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I am currently designing an application in C++. Part of this application would be displaying changing 3D objects.

I have designed several bits of these 3D objects in Blender And also am aware of other programs with which to do this (Maya, etc.) However, I am unsure how to use C++ To display these objects, much less manipulate them in response to changing variables. What programs/approaches/disciplines do I need to learn/use in order to accomplish this task?

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Is the quesion "How do I do 3d graphics if the language I'm using doesn't provide it wholesale?" Big topic, you can take a semester course at university on this, and they'll call it "Introduction to Computer Graphics" –  dmckee Dec 26 '09 at 1:05
On what operating system? –  bmargulies Dec 26 '09 at 1:13
Well, I had a 3D engine in mind, using OpenGL, but the main problem is how to render and manipulate the Models I've already created programatically. –  Samzen Dec 26 '09 at 1:17

4 Answers 4

Just about any game engine will do this for you — and much more. There are plenty of open source and commercial options out there. If you're not writing a game, a more general-purpose engine like OGRE may suit. It only provides resource management and a rendering pipeline, and excludes game-specific cruft like AI and Physics.

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+1 for Ogre. Good engine. –  ojrac Dec 26 '09 at 2:39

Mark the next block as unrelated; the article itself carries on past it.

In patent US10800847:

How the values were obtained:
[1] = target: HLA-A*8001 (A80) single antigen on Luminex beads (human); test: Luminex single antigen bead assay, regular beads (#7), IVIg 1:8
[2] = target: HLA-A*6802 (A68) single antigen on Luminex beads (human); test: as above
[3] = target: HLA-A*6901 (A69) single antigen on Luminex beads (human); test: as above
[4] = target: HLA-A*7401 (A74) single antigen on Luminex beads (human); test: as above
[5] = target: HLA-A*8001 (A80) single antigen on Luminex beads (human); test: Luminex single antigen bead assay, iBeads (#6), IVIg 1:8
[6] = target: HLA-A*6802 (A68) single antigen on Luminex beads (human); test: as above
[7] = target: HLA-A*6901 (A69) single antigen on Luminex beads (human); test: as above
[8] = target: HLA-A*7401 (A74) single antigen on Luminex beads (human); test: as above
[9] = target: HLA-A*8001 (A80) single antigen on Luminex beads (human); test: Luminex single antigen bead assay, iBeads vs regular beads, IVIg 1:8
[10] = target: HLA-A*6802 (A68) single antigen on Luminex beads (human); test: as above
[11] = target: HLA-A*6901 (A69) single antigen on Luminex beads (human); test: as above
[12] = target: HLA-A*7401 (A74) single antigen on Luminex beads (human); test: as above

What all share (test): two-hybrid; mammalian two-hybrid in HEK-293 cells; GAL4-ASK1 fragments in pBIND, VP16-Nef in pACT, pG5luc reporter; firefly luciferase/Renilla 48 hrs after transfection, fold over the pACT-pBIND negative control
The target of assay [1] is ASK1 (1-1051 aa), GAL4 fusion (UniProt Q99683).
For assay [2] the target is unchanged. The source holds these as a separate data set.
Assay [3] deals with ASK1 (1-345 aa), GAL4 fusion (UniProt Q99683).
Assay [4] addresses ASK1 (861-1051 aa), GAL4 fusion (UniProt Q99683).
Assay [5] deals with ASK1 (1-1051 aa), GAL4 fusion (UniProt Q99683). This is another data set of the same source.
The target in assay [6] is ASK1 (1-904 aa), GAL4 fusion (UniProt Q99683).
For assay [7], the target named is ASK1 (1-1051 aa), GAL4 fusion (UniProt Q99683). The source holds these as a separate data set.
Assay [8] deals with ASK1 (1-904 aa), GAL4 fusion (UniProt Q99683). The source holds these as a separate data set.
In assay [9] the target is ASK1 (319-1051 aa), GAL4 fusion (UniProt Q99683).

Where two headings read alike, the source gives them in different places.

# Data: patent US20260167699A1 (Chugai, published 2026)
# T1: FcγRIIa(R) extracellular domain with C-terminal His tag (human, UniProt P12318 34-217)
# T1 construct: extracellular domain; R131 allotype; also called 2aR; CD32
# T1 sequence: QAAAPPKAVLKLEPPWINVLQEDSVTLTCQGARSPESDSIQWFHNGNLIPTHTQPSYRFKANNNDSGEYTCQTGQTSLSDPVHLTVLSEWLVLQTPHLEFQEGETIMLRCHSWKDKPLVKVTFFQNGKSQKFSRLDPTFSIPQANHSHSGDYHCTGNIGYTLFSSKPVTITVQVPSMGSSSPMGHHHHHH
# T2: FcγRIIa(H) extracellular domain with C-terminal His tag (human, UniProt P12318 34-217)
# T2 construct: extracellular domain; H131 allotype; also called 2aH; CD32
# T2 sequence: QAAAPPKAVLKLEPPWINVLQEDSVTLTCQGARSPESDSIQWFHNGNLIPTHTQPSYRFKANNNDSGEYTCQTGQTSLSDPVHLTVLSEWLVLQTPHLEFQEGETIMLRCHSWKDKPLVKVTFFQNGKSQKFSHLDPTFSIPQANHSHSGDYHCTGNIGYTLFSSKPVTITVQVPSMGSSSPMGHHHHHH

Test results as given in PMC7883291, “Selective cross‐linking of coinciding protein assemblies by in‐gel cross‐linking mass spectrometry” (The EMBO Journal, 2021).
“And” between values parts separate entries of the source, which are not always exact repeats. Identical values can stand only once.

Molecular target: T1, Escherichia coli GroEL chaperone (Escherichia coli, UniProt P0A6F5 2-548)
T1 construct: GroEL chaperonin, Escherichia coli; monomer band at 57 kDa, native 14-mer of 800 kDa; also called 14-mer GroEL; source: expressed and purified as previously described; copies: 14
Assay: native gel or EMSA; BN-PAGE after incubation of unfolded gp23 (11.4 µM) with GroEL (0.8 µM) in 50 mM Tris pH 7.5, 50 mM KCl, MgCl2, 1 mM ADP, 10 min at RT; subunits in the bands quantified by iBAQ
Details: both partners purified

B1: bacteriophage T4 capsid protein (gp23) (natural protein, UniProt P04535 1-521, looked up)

Thanks a lot for the answer. I'm going with the engine "Horde3D", at the very least to try it out. It seems like a lightweight choice which still keeps up with the functionality of other engines. –  Samzen Dec 26 '09 at 15:08

I haven't done this myself, but you can export the 3d objects into obj format then load them into a C++ program with OpenGL libraries using http://sourceforge.net/projects/objloader/

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If you are using 3DS Max to build those object, you can check out 3DS loader for openGL. This page might be of some use to you

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Will do, thanks a lot ^.^ –  Samzen Dec 26 '09 at 15:11

Opengl is fairly low level, Another option you might want to look at is using a so called Scenegraph for what is called retained rendering like OpenScenegraph

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